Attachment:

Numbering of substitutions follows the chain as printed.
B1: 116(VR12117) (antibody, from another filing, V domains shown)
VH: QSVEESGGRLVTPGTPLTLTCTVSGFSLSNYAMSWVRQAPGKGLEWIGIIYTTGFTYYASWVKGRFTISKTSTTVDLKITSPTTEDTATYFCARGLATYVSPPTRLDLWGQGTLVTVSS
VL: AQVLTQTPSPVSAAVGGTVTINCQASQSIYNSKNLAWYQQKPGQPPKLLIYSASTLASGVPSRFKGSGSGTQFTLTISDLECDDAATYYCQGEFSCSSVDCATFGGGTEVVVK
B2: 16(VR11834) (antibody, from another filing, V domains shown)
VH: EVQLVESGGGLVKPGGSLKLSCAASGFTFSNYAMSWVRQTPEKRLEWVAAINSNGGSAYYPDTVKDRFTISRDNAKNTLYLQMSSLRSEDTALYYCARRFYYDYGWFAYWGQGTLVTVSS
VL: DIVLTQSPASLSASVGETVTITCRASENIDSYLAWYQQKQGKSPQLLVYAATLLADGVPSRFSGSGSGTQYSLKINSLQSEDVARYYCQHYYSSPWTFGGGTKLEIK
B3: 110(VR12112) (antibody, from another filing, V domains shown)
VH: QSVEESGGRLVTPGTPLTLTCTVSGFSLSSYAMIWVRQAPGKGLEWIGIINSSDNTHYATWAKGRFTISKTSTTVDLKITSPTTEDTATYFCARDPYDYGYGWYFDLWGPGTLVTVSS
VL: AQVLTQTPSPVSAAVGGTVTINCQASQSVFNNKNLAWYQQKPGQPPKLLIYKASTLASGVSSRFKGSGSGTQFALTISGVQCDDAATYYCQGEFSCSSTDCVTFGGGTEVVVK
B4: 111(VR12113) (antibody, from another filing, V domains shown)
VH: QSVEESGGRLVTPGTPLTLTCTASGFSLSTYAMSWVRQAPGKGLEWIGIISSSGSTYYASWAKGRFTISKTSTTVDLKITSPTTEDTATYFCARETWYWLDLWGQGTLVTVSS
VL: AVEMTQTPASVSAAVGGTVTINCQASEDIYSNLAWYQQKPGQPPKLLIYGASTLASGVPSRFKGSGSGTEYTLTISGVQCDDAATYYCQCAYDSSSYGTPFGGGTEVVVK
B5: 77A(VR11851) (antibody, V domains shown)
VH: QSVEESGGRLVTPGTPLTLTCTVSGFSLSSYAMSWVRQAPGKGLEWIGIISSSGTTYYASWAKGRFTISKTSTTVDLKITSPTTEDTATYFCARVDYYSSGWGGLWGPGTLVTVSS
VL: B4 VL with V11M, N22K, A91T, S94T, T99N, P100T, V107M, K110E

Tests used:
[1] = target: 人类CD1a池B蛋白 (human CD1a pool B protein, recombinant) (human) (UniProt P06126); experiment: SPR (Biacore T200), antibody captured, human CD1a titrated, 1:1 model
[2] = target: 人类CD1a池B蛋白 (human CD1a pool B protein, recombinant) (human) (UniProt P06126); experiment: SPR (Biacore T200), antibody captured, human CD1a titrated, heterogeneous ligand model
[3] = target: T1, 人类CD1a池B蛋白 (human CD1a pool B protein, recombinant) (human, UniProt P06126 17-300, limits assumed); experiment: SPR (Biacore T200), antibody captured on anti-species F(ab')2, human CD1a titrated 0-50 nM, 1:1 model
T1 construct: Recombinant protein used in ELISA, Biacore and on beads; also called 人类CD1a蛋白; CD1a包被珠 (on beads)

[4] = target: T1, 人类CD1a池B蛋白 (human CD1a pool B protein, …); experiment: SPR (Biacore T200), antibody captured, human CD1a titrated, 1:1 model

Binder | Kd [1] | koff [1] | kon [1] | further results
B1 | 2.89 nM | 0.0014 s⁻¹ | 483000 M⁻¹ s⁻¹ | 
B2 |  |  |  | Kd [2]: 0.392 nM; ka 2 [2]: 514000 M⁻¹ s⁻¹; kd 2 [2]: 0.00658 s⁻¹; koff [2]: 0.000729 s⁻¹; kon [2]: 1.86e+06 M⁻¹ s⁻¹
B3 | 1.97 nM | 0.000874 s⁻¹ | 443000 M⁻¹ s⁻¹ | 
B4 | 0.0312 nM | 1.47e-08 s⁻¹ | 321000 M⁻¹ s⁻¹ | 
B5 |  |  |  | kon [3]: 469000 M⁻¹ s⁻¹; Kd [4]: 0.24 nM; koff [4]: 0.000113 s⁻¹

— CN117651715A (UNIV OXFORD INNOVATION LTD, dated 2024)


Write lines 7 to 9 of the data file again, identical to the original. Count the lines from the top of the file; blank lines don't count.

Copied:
VL: DIVLTQSPASLSASVGETVTITCRASENIDSYLAWYQQKQGKSPQLLVYAATLLADGVPSRFSGSGSGTQYSLKINSLQSEDVARYYCQHYYSSPWTFGGGTKLEIK
B3: 110(VR12112) (antibody, from another filing, V domains shown)
VH: QSVEESGGRLVTPGTPLTLTCTVSGFSLSSYAMIWVRQAPGKGLEWIGIINSSDNTHYATWAKGRFTISKTSTTVDLKITSPTTEDTATYFCARDPYDYGYGWYFDLWGPGTLVTVSS